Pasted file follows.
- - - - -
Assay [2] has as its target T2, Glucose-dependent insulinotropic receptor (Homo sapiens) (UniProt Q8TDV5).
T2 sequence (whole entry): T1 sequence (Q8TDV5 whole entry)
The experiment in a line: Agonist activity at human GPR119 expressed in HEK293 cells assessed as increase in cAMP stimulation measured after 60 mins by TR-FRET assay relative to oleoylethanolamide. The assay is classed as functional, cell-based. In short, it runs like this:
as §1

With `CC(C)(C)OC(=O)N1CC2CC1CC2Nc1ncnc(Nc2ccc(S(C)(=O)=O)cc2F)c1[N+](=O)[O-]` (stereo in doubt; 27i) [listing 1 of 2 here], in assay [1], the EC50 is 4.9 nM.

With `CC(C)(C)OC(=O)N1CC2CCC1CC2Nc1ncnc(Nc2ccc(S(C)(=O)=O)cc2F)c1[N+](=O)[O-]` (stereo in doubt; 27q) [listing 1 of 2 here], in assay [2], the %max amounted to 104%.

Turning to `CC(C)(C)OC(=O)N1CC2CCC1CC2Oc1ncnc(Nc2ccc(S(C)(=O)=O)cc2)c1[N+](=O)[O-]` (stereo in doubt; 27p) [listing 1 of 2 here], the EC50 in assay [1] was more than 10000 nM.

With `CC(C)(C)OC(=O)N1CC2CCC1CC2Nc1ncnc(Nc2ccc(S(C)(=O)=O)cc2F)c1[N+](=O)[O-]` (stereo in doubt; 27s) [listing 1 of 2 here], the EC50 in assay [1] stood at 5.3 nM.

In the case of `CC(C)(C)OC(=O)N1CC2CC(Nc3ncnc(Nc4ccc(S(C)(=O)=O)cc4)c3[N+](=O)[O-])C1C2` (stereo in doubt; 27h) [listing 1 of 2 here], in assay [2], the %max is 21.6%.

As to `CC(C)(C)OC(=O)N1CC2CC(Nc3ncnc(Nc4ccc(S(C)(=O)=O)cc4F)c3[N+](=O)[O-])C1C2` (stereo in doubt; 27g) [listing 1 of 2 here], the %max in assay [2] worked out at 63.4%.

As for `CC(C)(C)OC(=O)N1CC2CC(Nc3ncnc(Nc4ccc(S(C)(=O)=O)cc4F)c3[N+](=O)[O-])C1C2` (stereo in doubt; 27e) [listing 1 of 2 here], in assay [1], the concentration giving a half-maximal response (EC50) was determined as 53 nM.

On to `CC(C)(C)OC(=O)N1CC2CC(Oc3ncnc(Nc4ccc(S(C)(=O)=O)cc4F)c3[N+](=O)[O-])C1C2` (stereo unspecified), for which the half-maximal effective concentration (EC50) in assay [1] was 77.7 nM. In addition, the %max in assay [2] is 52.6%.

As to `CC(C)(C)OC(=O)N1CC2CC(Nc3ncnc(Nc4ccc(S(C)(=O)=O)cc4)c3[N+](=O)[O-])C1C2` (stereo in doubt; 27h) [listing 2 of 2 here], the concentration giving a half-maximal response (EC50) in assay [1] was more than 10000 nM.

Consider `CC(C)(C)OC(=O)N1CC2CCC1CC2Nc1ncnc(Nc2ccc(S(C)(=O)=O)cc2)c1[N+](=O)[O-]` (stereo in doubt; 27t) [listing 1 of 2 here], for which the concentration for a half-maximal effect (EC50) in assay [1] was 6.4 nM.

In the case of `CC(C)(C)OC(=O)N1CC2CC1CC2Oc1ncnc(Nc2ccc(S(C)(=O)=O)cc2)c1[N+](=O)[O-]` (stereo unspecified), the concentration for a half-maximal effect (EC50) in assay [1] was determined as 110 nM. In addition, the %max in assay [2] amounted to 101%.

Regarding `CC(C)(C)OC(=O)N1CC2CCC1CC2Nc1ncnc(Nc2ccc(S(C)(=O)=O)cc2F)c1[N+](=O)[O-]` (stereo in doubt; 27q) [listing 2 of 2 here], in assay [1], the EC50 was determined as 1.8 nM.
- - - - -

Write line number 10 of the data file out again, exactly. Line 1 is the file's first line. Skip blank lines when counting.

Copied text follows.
As to `CC(C)(C)OC(=O)N1CC2CC(Nc3ncnc(Nc4ccc(S(C)(=O)=O)cc4F)c3[N+](=O)[O-])C1C2` (stereo in doubt; 27g) [listing 1 of 2 here], the %max in assay [2] worked out at 63.4%.